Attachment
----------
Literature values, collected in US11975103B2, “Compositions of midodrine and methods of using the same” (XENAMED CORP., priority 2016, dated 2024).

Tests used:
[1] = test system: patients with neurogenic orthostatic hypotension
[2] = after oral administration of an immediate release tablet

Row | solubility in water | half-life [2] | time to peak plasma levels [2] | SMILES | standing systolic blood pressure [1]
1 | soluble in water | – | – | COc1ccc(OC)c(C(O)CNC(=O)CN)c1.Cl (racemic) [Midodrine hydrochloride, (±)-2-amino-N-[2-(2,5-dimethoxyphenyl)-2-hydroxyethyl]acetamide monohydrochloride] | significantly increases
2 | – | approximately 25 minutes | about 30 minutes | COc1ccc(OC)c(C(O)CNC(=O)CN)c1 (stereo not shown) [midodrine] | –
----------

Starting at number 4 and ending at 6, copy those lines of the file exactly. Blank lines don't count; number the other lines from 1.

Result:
[2] = after oral administration of an immediate release tablet

Row | solubility in water | half-life [2] | time to peak plasma levels [2] | SMILES | standing systolic blood pressure [1]
1 | soluble in water | – | – | COc1ccc(OC)c(C(O)CNC(=O)CN)c1.Cl (racemic) [Midodrine hydrochloride, (±)-2-amino-N-[2-(2,5-dimethoxyphenyl)-2-hydroxyethyl]acetamide monohydrochloride] | significantly increases